Bonds of Affection: Civic Charity and the Making of America--Winthrop, Jefferson, and Lincoln

By Matthew S. Holland | Go to book overview

Prologue
“Bonds of Affection”— Three Founding Moments

I

Like no other figure of founding importance for America, we remember his words but not his name. In the spring of 1630, John Winthrop, newly elected governor of the Massachusetts Bay Company, gave a lay sermon to those sailing with him on the Arbella, flagship of what would become a massive, decade-long exodus of English Puritans to this country. His audience listened intently, their reflexive reverence heightened by their anxiety over the perilous journey ahead. They were to live with each other, Winthrop insisted, “in the bond of brotherly affection.” Among other things, he explained that this meant

We must uphold a familiar commerce together in all meekness, gentle-
ness, patience, and liberality. We must delight in each other, make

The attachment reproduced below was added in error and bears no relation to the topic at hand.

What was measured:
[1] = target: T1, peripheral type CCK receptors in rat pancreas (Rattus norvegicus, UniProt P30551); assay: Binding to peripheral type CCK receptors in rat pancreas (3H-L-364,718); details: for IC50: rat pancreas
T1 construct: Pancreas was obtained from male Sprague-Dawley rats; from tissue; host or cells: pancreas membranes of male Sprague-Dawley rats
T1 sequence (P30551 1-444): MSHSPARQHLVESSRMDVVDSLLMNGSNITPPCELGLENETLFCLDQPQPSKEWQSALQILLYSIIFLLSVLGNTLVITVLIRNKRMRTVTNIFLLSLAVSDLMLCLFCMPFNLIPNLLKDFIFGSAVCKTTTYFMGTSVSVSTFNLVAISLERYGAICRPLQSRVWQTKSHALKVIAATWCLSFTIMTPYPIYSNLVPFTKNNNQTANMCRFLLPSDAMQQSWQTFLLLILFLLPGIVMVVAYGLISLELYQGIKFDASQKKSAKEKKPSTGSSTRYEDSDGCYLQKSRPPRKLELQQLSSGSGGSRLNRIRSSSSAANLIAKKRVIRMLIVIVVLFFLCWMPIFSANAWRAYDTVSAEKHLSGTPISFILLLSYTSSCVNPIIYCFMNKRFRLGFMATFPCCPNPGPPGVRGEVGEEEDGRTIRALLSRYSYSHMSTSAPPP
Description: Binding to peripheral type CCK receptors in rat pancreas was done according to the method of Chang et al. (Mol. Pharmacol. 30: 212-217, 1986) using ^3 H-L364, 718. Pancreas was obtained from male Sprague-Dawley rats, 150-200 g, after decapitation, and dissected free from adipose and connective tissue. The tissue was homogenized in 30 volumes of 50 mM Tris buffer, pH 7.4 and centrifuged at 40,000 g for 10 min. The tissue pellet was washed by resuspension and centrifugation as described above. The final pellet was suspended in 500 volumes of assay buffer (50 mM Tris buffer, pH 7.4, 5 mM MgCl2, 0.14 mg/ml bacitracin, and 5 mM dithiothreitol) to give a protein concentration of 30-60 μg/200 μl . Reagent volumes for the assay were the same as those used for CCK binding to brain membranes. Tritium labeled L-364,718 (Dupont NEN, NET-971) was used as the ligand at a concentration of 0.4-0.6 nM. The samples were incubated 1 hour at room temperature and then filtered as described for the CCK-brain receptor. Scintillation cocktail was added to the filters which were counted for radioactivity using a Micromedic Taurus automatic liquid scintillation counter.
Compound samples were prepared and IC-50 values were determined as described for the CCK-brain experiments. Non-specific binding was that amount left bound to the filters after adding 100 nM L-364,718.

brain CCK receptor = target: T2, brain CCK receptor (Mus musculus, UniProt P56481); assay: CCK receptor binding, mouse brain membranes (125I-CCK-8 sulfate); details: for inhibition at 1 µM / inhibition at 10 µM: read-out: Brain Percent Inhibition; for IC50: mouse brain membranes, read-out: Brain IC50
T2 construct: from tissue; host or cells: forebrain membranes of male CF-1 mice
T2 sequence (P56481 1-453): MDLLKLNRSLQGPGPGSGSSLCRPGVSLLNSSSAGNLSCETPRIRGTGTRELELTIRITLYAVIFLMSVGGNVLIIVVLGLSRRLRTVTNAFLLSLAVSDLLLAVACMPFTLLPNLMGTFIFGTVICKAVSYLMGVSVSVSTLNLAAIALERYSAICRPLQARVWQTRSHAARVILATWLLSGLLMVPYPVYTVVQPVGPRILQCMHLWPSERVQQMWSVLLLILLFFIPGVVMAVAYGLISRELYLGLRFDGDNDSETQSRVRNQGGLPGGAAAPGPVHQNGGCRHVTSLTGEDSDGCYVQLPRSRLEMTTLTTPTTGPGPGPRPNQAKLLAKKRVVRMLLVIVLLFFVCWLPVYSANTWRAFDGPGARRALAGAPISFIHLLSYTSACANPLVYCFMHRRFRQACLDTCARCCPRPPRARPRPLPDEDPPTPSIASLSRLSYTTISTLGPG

each others' conditions our own, rejoice together, mourn together,
labor and suffer together, always having before our eyes our commis-
sion and community in the work.

This was more than mere rhetoric. As Winthrop saw it, only by becoming “A Model of Christian Charity” (the common title of his remarks) could this company be sure to avoid the all too real possibilities of destruction at sea or extinction in the harsh wilderness of the New World. Moreover, by successfully grounding their personal character and communal practices on ideals of biblical love, they were destined to rise up a prosperous, powerful, and widely admired “City Upon a Hill.”1

Today, prominent scholars across a range of disciplines praise Winthrop's address as the “most famous text in 17th century American history,” the “Ur-text of American literature,” and a distinctive and

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